Marcella is a British police officer. In season 2, she investigates a series of murders of children on the edge of puberty. She simultaneously investigates her own psyche and the blackout experiences she suffers.
Anna Friel stars as Marcella Backland. Her story is twofold. There’s her work life and her job as a police investigator. They are after a serial killer who murders young teens. The other part of Marcella’s story is personal.
The personal story involves Marcella’s ex-husband Jason (Nicholas Pinnock), their two children Emma (Imogen Faires) and Edward (Asher Flowers). Marcella has blackouts – fugue states. During them she can be violent. She finally admits this to Jason in season 2. And she begins treatment with a hypnotist to recover the memories she loses during the blackouts. Significantly, the blackouts began with her infant daughter died.
Jason is dating Becky (Yolanda Kettle). He wants sole custody of the children and he plans to move to Singapore for two years with them and Becky.
The police work and personal drama are mixed up together. To add to the tension, Marcella’s family is in danger.
I was very happy that there were fewer blackouts in season 2. It made following the story much easier. The events unfolded in a sensible way and there were no blanks in what the viewers knew because of Marcella’s blackouts.
But never forget, Marcella is a mystery. There was nothing obvious about solving the murders. The 8 episodes of police work brought up many suspects, many clues, and much misdirection. As more and more facts accumulated, there was always something missing. A couple of the subplots supplied interesting hints about what was happening and ultimately led to the killer.
I’m sure you’ve heard of the Slow Movement. Well, apply that to slow spelling and you’ll find one of the clues in the mystery.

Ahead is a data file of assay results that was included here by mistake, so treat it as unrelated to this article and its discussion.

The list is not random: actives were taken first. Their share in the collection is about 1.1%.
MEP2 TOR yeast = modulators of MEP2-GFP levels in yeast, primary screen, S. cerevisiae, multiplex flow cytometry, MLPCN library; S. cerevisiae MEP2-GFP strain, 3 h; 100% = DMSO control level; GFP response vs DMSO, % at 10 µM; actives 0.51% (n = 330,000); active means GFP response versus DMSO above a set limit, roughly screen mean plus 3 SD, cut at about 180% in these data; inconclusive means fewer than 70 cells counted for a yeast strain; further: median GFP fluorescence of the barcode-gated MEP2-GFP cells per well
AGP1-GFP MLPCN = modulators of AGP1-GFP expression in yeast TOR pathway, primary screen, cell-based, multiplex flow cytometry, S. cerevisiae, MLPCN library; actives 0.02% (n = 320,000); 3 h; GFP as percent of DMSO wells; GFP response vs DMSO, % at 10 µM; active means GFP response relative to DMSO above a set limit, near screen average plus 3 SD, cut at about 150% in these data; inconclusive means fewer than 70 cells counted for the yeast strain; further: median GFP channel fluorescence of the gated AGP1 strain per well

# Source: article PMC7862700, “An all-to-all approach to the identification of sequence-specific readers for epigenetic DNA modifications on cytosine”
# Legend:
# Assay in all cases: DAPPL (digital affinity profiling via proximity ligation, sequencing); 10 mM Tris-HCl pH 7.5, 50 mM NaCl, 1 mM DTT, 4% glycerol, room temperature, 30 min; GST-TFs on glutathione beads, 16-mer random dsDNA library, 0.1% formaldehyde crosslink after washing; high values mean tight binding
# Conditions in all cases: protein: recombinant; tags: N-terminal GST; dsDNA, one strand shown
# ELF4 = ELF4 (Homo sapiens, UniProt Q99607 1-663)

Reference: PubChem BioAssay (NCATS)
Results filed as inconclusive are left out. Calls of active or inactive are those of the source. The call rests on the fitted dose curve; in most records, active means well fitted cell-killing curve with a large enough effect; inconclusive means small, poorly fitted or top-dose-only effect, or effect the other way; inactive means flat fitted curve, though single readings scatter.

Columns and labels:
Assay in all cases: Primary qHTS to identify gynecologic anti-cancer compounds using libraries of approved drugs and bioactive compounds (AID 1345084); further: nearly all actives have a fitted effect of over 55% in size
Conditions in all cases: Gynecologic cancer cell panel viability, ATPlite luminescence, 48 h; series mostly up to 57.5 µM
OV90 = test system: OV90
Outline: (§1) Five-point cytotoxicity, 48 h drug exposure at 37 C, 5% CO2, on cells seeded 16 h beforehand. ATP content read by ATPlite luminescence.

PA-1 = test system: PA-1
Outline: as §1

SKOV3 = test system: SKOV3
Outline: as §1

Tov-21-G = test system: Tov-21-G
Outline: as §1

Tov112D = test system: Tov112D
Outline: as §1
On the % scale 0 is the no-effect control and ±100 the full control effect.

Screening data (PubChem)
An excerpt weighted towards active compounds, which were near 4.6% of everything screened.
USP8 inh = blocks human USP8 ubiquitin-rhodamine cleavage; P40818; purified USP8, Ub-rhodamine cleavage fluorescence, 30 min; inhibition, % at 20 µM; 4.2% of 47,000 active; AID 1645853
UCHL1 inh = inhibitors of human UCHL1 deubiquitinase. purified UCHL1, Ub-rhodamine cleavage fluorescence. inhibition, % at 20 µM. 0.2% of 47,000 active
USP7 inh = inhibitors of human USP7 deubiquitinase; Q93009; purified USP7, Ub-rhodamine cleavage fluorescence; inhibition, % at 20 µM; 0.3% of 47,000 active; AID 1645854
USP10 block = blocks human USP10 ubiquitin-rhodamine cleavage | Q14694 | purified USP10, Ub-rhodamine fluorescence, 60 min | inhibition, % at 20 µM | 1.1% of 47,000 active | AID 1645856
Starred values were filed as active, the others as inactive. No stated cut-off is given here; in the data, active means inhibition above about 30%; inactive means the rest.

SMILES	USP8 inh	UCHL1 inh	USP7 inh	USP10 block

Marcella’s journey to unlock her memories had some false clues, but it was easier to figure out than the whodunit. Her work with the hypnotist also explained some of what happened in season 1. That was welcome information. She found out the lengths Jason was willing to go to for sole custody of the children as her memories unbound through hypnosis.
Rav (Ray Panthaki) was in charge of the case in season 2. I was sorry that Nina Sosanya as DCI Laura Porter wasn’t in season 2, but there was mention of some police work with Laura in the last few seconds of the final episode. If that means Nina Sosanya will be there for season 3, I’ll be very happy. DC Leanne Hunter (Sophia Brown) was new on the team and she was not impressed with Marcella’s odd ways.
One of many subplots involved a same sex couple who wanted to have a baby and needed money for it. They were Tamzin Malleson as JoJo and Victoria Broom as Sascha. Both of them worked in a foundation for kids in trouble run by Maya Whitman (Victoria Smurfit). DI Tim Williamson (Jamie Bamber), who was Marcella and Rav’s boss, was also involved in the foundation. Goings on around the foundation were one of the numerous subplots.
Suspects included pedophiles, rich guys, aging rock stars, social misfits, and even women.
Anna Friel carries the show masterfully. She was overworked, frazzled as a parent, unhappy about what Jason wanted to do, in a doomed relationship with her boss Tim, and unable to deal with her emotions about the death of her infant daughter. If there is a season 3, Marcella will be a very different woman. Season 2 changed her in powerful ways. In imagining what might become of her in a 3rd season, think even more noir than Marcella already is.
We know from the opening scene that Marcella is in a dark place; we immediately back up two weeks to see how she got there. When we finally get the full extent of the two week rewind in the way the story is told, Marcella is an even darker place than we imagined.
Nobody in Marcella is clean. Everyone has dirty secrets, everyone lies. That, of course, adds to the misdirection as we wend through the mystery, but it also gives the characters depth and humanity. Anna Friel as Marcella is the most complicated and troubled of all.
I found season 1 a hard slog. Season 2 is much more straight-forward and not so full of confusion and questions. Dark as Marcella is, I’m glad I stayed with it and hope there will be a season 3.
Seasons 1 and 2 are available on Netflix.